‘There are different processes,’ Deb explained. ‘You can print photos on matte paper, but I printed this photo onto rice paper. I painted an encaustic ground onto the board, it’s sort of like priming a canvas with white paint.’

Encaustic medium – wax and resin mixture – is then painted over the photo and a variety of techniques are used to manipulate the print. For instance, a dry brush was used coarsely over the wax to create the textured white stripe in the middle, which is where the white water met the shore. The top of the image has glass frit shards bonded into the canvas with a layer of wax. Deb also uses pastels or oil paint, as well as an additional photo print, to enhance colour that’s lost when the wax covers certain areas.

‘Every time you put on a layer of wax, or medium, it has to be fused with a heat gun to make sure the layers don’t separate.’

Deb, who owns the Gellibrand River Art Gallery in south western Victoria, photographed the final piece and submitted it.

The contest was judged by Roger Skinner, APS contemporary group founder; Professor Denise Ferris, head of ANU School of Art and Design; and Anne O’Hehir, curator of photography at National Gallery of Australia.

Brisbane photographer, Anne Pappalardo, won the Emergent Designs award for her picture, When the son becomes a father.

Anne Pappalardo When son becomes father
Anne’s concept statement: This image explores the relationship between my husband, a first generation Australian and his Sicilian father who cut cane to support his family on arrival in Australia in the 60s. The cane knife and its placement on my husband’s shoulders symbolises that while their life experiences are vastly different, their struggles in their roles as fathers, breadwinners, heads-of-the-house, moral compasses and problem-solvers for their children are common between them. Photo: Anne Pappalardo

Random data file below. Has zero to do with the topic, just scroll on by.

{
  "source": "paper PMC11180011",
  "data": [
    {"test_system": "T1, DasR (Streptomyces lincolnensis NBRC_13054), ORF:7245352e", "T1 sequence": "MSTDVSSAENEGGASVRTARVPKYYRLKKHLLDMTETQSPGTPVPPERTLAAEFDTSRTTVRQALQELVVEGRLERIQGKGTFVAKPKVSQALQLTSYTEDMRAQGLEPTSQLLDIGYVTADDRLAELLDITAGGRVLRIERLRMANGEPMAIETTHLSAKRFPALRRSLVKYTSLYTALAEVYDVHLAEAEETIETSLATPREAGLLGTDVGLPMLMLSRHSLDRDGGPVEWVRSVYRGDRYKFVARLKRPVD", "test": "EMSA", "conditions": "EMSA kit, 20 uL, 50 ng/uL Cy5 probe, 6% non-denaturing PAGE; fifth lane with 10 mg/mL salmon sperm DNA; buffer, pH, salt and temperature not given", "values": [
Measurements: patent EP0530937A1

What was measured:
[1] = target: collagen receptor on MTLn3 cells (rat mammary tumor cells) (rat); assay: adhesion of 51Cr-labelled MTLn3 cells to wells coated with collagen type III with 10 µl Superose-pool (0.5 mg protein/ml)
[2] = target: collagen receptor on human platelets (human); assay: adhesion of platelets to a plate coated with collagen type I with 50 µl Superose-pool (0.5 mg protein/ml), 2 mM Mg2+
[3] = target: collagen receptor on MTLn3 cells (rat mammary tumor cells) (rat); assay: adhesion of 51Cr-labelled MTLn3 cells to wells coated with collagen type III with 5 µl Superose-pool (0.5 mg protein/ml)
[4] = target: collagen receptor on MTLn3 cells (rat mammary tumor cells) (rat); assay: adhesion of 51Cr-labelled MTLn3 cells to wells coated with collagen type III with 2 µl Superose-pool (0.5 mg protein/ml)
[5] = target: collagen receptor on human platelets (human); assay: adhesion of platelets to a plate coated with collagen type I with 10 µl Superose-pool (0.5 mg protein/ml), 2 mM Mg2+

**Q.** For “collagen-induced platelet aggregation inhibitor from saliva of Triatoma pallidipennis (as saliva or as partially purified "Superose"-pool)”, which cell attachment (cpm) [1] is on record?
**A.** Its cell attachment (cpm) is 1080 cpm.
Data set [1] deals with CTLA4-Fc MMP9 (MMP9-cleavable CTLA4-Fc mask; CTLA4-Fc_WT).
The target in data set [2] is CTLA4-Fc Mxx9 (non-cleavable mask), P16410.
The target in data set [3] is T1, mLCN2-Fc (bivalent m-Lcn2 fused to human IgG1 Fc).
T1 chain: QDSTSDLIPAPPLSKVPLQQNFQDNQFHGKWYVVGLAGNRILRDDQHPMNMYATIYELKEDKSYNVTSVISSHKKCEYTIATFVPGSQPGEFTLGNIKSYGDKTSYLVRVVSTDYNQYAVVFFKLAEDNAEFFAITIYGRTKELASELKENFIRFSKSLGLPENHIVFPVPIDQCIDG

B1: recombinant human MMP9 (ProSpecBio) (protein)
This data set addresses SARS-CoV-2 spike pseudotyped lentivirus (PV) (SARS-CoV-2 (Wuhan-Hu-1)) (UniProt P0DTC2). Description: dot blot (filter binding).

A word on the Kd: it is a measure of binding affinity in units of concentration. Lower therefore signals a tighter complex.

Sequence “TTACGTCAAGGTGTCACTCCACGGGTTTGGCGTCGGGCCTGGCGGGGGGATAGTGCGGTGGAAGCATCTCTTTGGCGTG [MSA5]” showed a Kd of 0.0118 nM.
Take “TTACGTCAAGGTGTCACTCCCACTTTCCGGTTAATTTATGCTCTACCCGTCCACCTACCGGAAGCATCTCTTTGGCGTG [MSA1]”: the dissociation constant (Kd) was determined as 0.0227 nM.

An exhibition of Australian Conceptual Photography Prize finalist images is showing at Magnet Galleries in Melbourne until July 28. SC G19, Wharf st, The District, Docklands Melbourne, Victoria, 3008


  1. Daren Fawkes Daren Fawkes July 17, 2019

    Many of the finalists I saw at Magnet Gallery seemed to create a concept to fit a photo, whereas the winning entry was created to fit a concept. Congratulations to Deb for her originality.

  2. Roger Skinner Roger Skinner July 18, 2019

    The awards may prove controversial and some may not approve, but I have a saying that goes “More people will be excited by the provocative than are comforted by the mundane” Roger Skinner

  3. Brian Rope Brian Rope July 18, 2019

    Great to see this piece about our exciting new Prize and the winners. As the Manager of the prize I’m looking forward to its becoming a competition that all Conceptual photographers will enter each year and to an absolutely marvelous set of acquired winning prints growing year by year.

  4. Richard Durham Richard Durham August 4, 2019

    I am an old retired professional photographer with well over 1,500 photo sales to magazines world wide plus 20 years as a TV photographer. I am so glad that I am now out of the photography scene when judges pick images such as this one by Deb Gartland to win prestigious prizes.
    I do applaud the concept that Deb has, but it has absolutely nothing to do with photography.
    Absolutely anyone with a mobile phone could have taken this image. It is an example of decoration, not photography.